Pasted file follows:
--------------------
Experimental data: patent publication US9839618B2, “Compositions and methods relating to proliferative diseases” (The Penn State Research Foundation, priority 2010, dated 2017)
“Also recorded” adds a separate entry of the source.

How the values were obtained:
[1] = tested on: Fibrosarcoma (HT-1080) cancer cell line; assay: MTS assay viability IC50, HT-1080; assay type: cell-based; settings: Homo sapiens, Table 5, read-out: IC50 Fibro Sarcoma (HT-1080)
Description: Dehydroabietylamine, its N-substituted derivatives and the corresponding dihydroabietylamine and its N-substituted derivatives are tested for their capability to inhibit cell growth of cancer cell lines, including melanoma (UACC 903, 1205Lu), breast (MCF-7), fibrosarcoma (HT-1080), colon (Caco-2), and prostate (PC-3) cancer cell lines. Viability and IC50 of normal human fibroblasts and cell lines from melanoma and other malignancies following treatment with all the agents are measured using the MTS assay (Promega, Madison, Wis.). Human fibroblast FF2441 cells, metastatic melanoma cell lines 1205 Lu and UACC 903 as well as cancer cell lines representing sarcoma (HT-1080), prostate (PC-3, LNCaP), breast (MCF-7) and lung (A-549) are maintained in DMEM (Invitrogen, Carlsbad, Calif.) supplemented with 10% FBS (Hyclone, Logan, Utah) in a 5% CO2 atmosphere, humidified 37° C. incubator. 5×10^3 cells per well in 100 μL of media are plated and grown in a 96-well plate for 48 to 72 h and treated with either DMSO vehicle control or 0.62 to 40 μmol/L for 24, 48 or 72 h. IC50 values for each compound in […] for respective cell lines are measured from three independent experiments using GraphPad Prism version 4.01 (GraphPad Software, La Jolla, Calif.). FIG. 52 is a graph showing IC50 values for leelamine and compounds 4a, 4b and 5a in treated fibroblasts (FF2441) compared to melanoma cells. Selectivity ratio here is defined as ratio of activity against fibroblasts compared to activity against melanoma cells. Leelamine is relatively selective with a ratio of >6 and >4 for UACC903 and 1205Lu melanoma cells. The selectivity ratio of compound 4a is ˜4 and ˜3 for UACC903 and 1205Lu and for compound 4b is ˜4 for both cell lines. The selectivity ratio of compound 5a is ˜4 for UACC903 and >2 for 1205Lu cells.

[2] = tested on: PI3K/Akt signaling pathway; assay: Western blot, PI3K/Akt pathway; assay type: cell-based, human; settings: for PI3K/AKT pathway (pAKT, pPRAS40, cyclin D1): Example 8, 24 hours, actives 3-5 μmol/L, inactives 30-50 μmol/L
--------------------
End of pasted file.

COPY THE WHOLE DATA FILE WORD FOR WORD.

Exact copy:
Experimental data: patent publication US9839618B2, “Compositions and methods relating to proliferative diseases” (The Penn State Research Foundation, priority 2010, dated 2017)
“Also recorded” adds a separate entry of the source.

How the values were obtained:
[1] = tested on: Fibrosarcoma (HT-1080) cancer cell line; assay: MTS assay viability IC50, HT-1080; assay type: cell-based; settings: Homo sapiens, Table 5, read-out: IC50 Fibro Sarcoma (HT-1080)
Description: Dehydroabietylamine, its N-substituted derivatives and the corresponding dihydroabietylamine and its N-substituted derivatives are tested for their capability to inhibit cell growth of cancer cell lines, including melanoma (UACC 903, 1205Lu), breast (MCF-7), fibrosarcoma (HT-1080), colon (Caco-2), and prostate (PC-3) cancer cell lines. Viability and IC50 of normal human fibroblasts and cell lines from melanoma and other malignancies following treatment with all the agents are measured using the MTS assay (Promega, Madison, Wis.). Human fibroblast FF2441 cells, metastatic melanoma cell lines 1205 Lu and UACC 903 as well as cancer cell lines representing sarcoma (HT-1080), prostate (PC-3, LNCaP), breast (MCF-7) and lung (A-549) are maintained in DMEM (Invitrogen, Carlsbad, Calif.) supplemented with 10% FBS (Hyclone, Logan, Utah) in a 5% CO2 atmosphere, humidified 37° C. incubator. 5×10^3 cells per well in 100 μL of media are plated and grown in a 96-well plate for 48 to 72 h and treated with either DMSO vehicle control or 0.62 to 40 μmol/L for 24, 48 or 72 h. IC50 values for each compound in […] for respective cell lines are measured from three independent experiments using GraphPad Prism version 4.01 (GraphPad Software, La Jolla, Calif.). FIG. 52 is a graph showing IC50 values for leelamine and compounds 4a, 4b and 5a in treated fibroblasts (FF2441) compared to melanoma cells. Selectivity ratio here is defined as ratio of activity against fibroblasts compared to activity against melanoma cells. Leelamine is relatively selective with a ratio of >6 and >4 for UACC903 and 1205Lu melanoma cells. The selectivity ratio of compound 4a is ˜4 and ˜3 for UACC903 and 1205Lu and for compound 4b is ˜4 for both cell lines. The selectivity ratio of compound 5a is ˜4 for UACC903 and >2 for 1205Lu cells.

[2] = tested on: PI3K/Akt signaling pathway; assay: Western blot, PI3K/Akt pathway; assay type: cell-based, human; settings: for PI3K/AKT pathway (pAKT, pPRAS40, cyclin D1): Example 8, 24 hours, actives 3-5 μmol/L, inactives 30-50 μmol/L